Probably the other major fail for me is in the spell-checker. First of all, you don't get the autocorrect behavior while you type that I'm pretty sure most of us have come to rely on when using Outlook. So, no automatic capitalization of sentences, no changes of ahve to have, and no fixes of the hordes of other mistakes we probably are making without even realizing it. You do get a red underline of (perceived) mistakes so you can correct them yourself. You can set the spell-checker to run automatically before sending every message, and you can run it manually.

But perhaps the bigger problem with this version of spell check is that you can't add words to its dictionary. So proper names (in your signature, for instance) and unfamiliar technology terms will trip up the spell-checker every time. I get tired of telling it my name is spelled right each and every time I send a message -- particularly when it's in the same automatic signature that's applied to every message. (When I get worked up about spelling, you can probably tell I'm an editor.)

Here's a laundry list of other problems I have in using OWA instead Outlook, in no particular order:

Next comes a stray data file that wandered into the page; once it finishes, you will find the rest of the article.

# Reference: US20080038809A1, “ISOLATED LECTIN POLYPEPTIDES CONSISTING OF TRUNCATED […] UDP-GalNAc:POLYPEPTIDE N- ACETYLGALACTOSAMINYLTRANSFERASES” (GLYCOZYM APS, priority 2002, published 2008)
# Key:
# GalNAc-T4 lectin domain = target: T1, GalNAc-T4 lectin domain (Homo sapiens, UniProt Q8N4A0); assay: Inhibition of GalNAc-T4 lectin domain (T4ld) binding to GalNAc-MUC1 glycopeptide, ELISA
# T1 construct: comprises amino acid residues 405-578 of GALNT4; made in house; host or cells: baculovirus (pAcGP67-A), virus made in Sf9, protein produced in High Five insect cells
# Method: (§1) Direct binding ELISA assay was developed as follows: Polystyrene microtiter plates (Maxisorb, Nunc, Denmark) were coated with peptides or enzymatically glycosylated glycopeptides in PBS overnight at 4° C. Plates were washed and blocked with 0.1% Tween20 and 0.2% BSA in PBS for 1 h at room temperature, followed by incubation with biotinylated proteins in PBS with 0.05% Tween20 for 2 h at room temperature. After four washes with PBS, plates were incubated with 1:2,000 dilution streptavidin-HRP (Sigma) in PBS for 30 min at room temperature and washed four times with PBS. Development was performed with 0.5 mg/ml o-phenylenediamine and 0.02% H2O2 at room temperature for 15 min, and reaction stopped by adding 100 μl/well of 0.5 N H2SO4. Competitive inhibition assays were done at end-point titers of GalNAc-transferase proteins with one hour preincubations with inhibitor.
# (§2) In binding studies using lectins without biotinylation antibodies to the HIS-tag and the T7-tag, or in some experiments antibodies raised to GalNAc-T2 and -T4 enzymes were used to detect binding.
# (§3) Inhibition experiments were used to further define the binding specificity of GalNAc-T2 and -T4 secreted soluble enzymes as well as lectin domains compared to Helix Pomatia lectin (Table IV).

•  Although you can sort the view with oldest messages on top or newest messages on top, OWA doesn't remember your choice from one session to the next: It always opens with newest on top, which is fine if that's what you prefer. That's not what I prefer.
  •  Flagged messages don't show up as clearly as they do in Outlook, where the whole line turns red when an item is due-potentially a big deal if you live by flagging emails, as I do.
  • Advanced graphics and formatting options aren't available to OWA-think tables, SmartArt, and themes, although I think themes should be outlawed, so that's not really a great loss; still a lot of people seem to like to use them.
  • No Quick Parts, which is another of the more advanced Outlook features I make regular use of. It's an easy way to send email messages based on a template or to include a section of text that you use frequently and repeatedly.

In some ways, I think having used Outlook with all its great features is the real spoiler. I've gotten used to features that aid in the way that I work, that help me be most productive. If I'd never found Quick Parts, for instance, I probably wouldn't find retyping the same messages in OWA all that unusual. But to workers who haven't had Outlook at all, OWA will mostly likely seem like it has everything they need.

With the launch of Microsoft Office 365 and its kiosk worker plans, and the overall emphasis these days on cloudsourcing, providing an excellent OWA experience is certainly in Microsoft's best interest. OWA with Exchange 2010 certainly provides that, although your power users will definitely find there's still room for improvement.

Hide comments


  • Allowed HTML tags: <em> <strong> <blockquote> <br> <p>

Plain text

  • No HTML tags allowed.
  • Web page addresses and e-mail addresses turn into links automatically.
  • Lines and paragraphs break automatically.